If the market for new homes continues to expand rapidly, KB Home will likely be one of the biggest winners. But, if higher mortgage rates cause more slack in home buying demand, KB Home definitely has more to lose.
 
Analysts expect the company to earn $1.14 per share next year (fiscal year end November, 2014), which is up more than 300% from the current year estimates of $0.26. But, although a 300% growth rate is very attractive, it is unlikely that the company can sustain growth anywhere close to this level past 2014.
 
KB Home is growing earnings after a severe slump, and is vulnerable to any decline in demand for new homes. It would not be unreasonable for investors to place a price-earnings multiple of 10 or 12 times forward estimates, given the uncertainty in the market. And that would represent a stock price between $11.40 and $13.70 -- quite a drop from the current price.
 
Reasonably priced, most to lose 
 
While Lennar (NYSE: LEN) sells some of the most reasonably priced new homes, this also means that the company's future growth may be much more affected by interest rates.
 
While luxury homebuilders such as Toll Brothers market their homes to affluent buyers with plenty of capital, Lennar pitches its homes to potential first-time home buyers based on the cost savings of buying versus renting.
 
As interest rates rise, this potential savings becomes less distinguishable. Lennar's customers don't typically look at the overall price of the house as much as the monthly cost of the mortgage (plus insurance, utilities, HOA fees etc.).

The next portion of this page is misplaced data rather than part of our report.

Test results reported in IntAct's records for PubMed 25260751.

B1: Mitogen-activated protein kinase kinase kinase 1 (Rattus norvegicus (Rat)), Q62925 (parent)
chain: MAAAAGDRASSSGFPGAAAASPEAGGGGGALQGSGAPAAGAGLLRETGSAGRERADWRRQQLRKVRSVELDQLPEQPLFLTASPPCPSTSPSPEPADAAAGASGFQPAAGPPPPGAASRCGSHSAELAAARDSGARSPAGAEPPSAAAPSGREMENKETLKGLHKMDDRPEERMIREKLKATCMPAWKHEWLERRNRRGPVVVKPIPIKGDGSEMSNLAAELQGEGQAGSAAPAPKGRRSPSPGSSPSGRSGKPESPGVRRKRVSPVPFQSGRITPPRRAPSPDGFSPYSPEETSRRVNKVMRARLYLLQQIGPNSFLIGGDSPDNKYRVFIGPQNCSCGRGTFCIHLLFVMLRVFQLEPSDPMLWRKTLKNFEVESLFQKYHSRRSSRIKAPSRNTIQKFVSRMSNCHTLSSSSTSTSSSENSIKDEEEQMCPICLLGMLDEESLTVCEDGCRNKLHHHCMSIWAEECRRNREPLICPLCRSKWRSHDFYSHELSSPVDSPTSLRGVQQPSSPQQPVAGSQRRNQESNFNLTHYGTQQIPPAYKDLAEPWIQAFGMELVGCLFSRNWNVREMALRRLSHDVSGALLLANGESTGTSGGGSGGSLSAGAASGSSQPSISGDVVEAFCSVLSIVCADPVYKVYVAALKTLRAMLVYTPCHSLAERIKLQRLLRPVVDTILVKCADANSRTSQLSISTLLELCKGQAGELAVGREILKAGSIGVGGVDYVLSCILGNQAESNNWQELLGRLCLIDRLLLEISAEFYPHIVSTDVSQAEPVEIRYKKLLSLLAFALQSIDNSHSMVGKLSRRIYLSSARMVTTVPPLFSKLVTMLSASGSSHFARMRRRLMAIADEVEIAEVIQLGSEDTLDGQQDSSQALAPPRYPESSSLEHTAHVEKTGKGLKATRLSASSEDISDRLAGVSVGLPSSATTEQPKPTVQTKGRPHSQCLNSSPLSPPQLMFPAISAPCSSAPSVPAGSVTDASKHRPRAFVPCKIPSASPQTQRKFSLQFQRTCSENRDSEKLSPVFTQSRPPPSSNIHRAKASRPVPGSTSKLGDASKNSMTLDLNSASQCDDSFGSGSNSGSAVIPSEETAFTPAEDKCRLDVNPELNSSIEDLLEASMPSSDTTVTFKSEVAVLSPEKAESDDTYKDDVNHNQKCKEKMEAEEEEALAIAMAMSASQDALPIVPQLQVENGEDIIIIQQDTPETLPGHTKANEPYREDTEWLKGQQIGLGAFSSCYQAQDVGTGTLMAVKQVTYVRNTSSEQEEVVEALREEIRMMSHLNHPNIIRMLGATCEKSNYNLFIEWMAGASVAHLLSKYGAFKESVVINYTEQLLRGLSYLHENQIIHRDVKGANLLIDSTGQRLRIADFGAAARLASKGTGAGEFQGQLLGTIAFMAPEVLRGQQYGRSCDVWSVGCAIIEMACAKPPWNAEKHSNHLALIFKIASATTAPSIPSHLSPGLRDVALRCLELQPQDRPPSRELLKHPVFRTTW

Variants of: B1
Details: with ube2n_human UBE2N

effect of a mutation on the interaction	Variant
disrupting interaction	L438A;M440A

Shares of Lennar are currently trading near 16 times next year's expected earnings (fiscal year end November, 2014). While this is lower than both KB Home and Toll Brothers, the discounted valuation is justified given the company's risk to mortgage rates as well as the overall employment environment.
 
Too much risk to justify 
 
Home builders have been a tremendous investment as the housing market rebounded from a severe recession. But now that interest rates are on the rise, these stocks could wind up being stagnant investments for a significant amount of time, or they could decline materially as investors account for new risks.
 
Rather than waiting to see exactly how the Fed will proceed, I recommend selling out of home building stocks and looking for more attractive growth opportunities. The key here is managing risk before a decline in these stocks adversely affects the value of your portfolio.
 

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Zachary Scheidt has no position in any stocks mentioned. The Motley Fool has no position in any of the stocks mentioned. Try any of our Foolish newsletter services free for 30 days. We Fools may not all hold the same opinions, but we all believe that considering a diverse range of insights makes us better investors. The Motley Fool has a disclosure policy. Is this post wrong? Click here. Think you can do better? Join us and write your own!